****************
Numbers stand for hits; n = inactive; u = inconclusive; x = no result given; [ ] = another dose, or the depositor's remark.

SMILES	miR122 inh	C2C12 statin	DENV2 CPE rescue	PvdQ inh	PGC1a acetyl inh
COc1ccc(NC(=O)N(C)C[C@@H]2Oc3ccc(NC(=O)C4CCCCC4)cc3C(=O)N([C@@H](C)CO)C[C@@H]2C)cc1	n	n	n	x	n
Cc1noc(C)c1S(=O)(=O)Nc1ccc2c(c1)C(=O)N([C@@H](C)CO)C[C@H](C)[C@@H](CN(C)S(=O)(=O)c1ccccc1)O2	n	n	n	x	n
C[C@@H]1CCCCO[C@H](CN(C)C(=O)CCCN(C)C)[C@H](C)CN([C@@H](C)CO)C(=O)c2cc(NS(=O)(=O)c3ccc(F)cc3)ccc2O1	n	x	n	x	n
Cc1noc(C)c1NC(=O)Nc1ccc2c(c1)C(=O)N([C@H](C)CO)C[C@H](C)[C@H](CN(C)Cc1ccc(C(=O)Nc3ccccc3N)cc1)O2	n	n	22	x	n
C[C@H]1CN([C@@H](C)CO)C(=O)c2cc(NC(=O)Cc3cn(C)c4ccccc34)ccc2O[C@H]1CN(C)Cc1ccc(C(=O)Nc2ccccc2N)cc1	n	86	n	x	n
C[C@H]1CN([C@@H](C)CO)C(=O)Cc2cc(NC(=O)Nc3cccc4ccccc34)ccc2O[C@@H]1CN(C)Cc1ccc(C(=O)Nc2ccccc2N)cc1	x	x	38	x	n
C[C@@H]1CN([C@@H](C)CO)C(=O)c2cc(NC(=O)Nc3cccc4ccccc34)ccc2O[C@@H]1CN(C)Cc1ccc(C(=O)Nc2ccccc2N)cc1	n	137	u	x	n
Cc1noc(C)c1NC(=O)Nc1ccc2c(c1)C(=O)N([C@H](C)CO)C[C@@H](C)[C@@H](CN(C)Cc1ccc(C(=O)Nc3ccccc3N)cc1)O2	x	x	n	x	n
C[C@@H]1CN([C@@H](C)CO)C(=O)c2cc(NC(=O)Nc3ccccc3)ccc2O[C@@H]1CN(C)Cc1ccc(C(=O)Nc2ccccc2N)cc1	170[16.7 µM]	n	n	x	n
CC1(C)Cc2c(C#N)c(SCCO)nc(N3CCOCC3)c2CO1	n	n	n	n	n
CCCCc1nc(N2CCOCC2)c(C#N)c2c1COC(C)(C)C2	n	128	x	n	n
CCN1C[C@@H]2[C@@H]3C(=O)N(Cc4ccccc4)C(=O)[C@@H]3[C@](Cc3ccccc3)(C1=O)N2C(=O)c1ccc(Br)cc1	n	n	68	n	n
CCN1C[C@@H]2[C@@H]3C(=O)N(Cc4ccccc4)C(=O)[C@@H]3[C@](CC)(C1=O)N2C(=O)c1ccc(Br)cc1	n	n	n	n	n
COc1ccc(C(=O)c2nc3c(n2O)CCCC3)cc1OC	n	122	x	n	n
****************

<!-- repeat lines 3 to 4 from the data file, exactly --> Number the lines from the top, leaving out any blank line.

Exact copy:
COc1ccc(NC(=O)N(C)C[C@@H]2Oc3ccc(NC(=O)C4CCCCC4)cc3C(=O)N([C@@H](C)CO)C[C@@H]2C)cc1	n	n	n	x	n
Cc1noc(C)c1S(=O)(=O)Nc1ccc2c(c1)C(=O)N([C@@H](C)CO)C[C@H](C)[C@@H](CN(C)S(=O)(=O)c1ccccc1)O2	n	n	n	x	n